Written by Coaches Chris White & Michael Harvey -

The pursuit of high performance in sport requires certain traits. The journey is of course different for each individual athlete, however there are underpinning requirements to reach each level of the performance continuum, which can be summed up when looking at the process of ‘Climbing the High Performance Mountain.’

Level 1: Introduction to the Mountain

Mountains have been there for people to climb, conquer and challenge themselves forever.  The ‘mountains’ that we are introduced to initially are those in our immediate, local area.  We can see them for ourselves from the comfort of our homes and hear stories from the friends and family who have climbed them.

Level 2: Looking for Mountains Further Afield

When people are no longer content with climbing the same local mountain over and over, they then go looking for higher peaks to challenge themselves on. People travel far and wide in search of new peaks to pit themselves against, rather than staying in the comfort of what they know or have done before. These new mountains are in a way a kind of myth, or legend.  At first they are told only in stories from those that have been to far away lands and seen them with their own eyes.  They can tell stories of just how spectacular these mountains are or how satisfying it is to have reached the summit.

Level 3: Changing Mountain Myths into Reality

Wanting to change these myths into reality, others begin the journey to see these mountains for themselves, often at great expense.  On the other side of the world, they finally get their first glimpse of their new challenge from the plane as they fly over enormous peaks that reach rarefied air.  The sight from the air is a treat enough and beckons those interested to investigate further. After landing, the panoramic view from the ground of snow capped mountain peaks fills the athletes’ imagination. This is arguably the longest yet most simple part of the journey.  There are still hundreds of kilometres to travel to the base of the mountain, but they are no longer a myth, they are here in reality and the view is the best it can ever be.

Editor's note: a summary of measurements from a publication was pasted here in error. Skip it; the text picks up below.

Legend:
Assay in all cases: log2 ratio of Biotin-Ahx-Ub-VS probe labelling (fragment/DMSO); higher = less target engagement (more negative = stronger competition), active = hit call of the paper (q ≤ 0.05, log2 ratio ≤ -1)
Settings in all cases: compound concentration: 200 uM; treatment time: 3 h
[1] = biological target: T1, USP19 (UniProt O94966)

Level 4: Planning to Climb

From this distance you can’t see the specifics of how to climb the mountain.  So a plan is created to get closer.  As you near the base, the available or required climbing routes become clearer. Once the base has been reached, the imposing rock looms large and reality sets in on just how big this thing is and how considerable the effort and resource will be to climb it.  The path at the base seems clear but even with a map and GPS at your disposal, there is still uncertainty about what obstacles will be found along the way

Level 5: Who Really Wants to Climb?

At this point it becomes clear that the view you admired from the air and hundreds of kilometres away, has now been replaced with the rock, earth and path infant of you.  This is where the separation of who ACTUALLY wants to climb the mountain and who would prefer simply soak up the view from a distance occurs.  The choice is simple, but the difference in what follows could not be more stark.  Either soaking up the panoramic view whilst sitting on a picnic rug eating your sandwiches from a comfortable distance, or a lot of gruelling work to tackle the climb

Level 6: Reaching the Summit

For those who choose the gruelling work, once the mountain climbing begins, reality sets in.  The test of how prepared you are physically is brutal and there will come a point where you become content with how far you have come, thinking, “the view is good enough from here.”  Conditions change rapidly on the mountain making it increasingly more uncomfortable and the only guarantee is that the higher you go, the harder and more exposed the mountain becomes. The air becomes thinner, the wind stronger, the temperatures lower and everything seemingly harder.  That beautiful view isn’t there and thoughts of why you even wanted to come here cross your mind.  With genuinely difficult peaks, very few athletes will make the summit.  Of those few, they can admire the summit views only for a short while as other athletes look to replace them at the summit. The higher the peak, the more difficult and dangerous it is to stay atop. For some athletes, one summit is enough. One and done, thank you. 

Level 7: Staying on Top

For others who’ve reached the summit once, questions will begin rolling through their minds. Could I have done it better? Can I do it faster? How many times can I do it? These athletes aim is to get to the summit multiple times or summit multiple mountains.  They are part of an even more select group that the world calls ‘Champions’ or ‘Masters’ of their fields. 

High performance sport is not for everyone. As we saw with the Olympics recently, for the majority of people simply looking at the view from a distance, celebrating the spectacle and the accomplishment of others is where they are and prefer to stay.   It takes a different type of person and approach to actually climb the mountain all the way to the summit.

I am continually improving

"The training and coaching relationship is continually challenging, interesting, and individualised. It has not been boring or stagnant. I am continually improving which keeps me continually motivated."

Kerri June 13, 2019